Summer is over and soup weather is here! Nothing beats homemade soup, but it takes effort to make and then you end up with a big batch that you might not necessarily want. When I saw this Rao’s Vegetable Minestrone Soup at Costco, I was intrigued. This is the brand that elevated store-bought pasta sauce with their marinara sauce. Have they done the same thing with boring old canned soup?
Other soups from Costco are the Cuisine Adventures French Onion Soup, Authentic Asia Hand Wrapped Shrimp Wonton Soup, Kirkland Signature Chicken Tortilla Soup, Johnny’s Potato Cheddar Soup Mix, Sprague Organic Lentil Soup and the Tim Horton’s Chicken Noodle Soup.
Location in Store
I found this located in the aisle with the noodles, pasta, pasta sauce and other canned soups. The item number is 1671862.
I was really looking forward to trying this soup because I love Rao’s Marinara Sauce so much! It’s pretty much the only pasta sauce I buy. I find this soup just a tad bit disappointing compared to how good the marinara is.
The broth is very salty, I could do with a bit less salt. The broth is also tomato-based and a bit acidic so if you’re like my husband and have reflux you may want to be aware of that! I do like that the broth has a nice flavor from the herbs and basil and also tastes homemade.
There’s a mix of celery, carrots, onions, green peas, green beans, potatoes, zucchini, kidney beans and chickpeas in the soup. Honestly, it’s mostly noodles, carrots and potatoes. There were three kidney beans, one chickpea and five green beans in my entire jar. I didn’t notice any zucchini.
The carrots are pretty crispy but the rest of the vegetables, including the potatoes are pretty soft. The noodles are a perfect al-dente which I love, not too firm but also not very mushy. I definitely enjoyed the soup but wish there was more of a variety of vegetables and the broth was a bit less salty.
The ingredients list has parmesan cheese listed as an ingredient but I don’t taste any hints of parmesan.
Three 435 liter jars costs $8.97 Canadian at Costco. That’s actually not bad considering that cans of soup can be $3 each and they’re not jarred, slow-simmered soup.
The best-before date on the soup is seventeen months from when I purchased it. You can either microwave the soup or heat it on the stovetop. I always like to heat mine up in a pot on the stove.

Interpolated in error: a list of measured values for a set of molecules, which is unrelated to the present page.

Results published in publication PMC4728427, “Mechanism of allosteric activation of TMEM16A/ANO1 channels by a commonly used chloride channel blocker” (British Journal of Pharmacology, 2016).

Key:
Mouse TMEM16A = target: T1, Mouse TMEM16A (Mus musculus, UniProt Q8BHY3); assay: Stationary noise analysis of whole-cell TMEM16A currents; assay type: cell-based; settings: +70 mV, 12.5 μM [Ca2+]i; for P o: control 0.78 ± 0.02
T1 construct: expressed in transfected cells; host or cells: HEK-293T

The soup needs to be refrigerated after opening. I warmed my entire jar and put the leftovers in the fridge for the next day and microwaved it without any issue. I paired the soup with a grilled cheese sandwich and it made a perfect, comforting, convenient dinner.
One jar contains 170 calories, one gram of fat, 34 grams of carbohydrates, six grams of fibre, eight grams of sugar, seven grams of protein and 1220 milligrams of sodium. That’s a ton of sodium for a 170-calorie food!
All soups contain a lot of sodium but this has more than other soups. Although most people might not eat an entire jar in one sitting, some may so if you’re watching your sodium, take note.
I like that the ingredients list has mostly ingredients you’d put in a homemade soup. It contains eggs, milk and wheat. The egg is in the pasta and the soup is dairy-free.
Give it a try!
This soup is pretty good, it doesn’t have the wow factor that Rao’s Marinara does but it’s tasty, convenient and a definite comfort food! I didn’t love it enough to actively search it out to repurchase again at Costco.
If you’ve tried this Costco Rao’s Minestrone Soup, what did you think of it? Leave a comment below!
Please note that this review was not paid for or sponsored by any third party. This product was purchased by Costcuisine for the purpose of producing this review. The opinions in this review are strictly those of Costcuisine. Costcuisine is not affiliated with Costco or any of its suppliers. In the event that Costcuisine receives compensation for a post from the manufacturer of a product or some other third party, the arrangement will be clearly disclosed (including where the manufacturer of a product provides Costcuisine with a free sample of the product).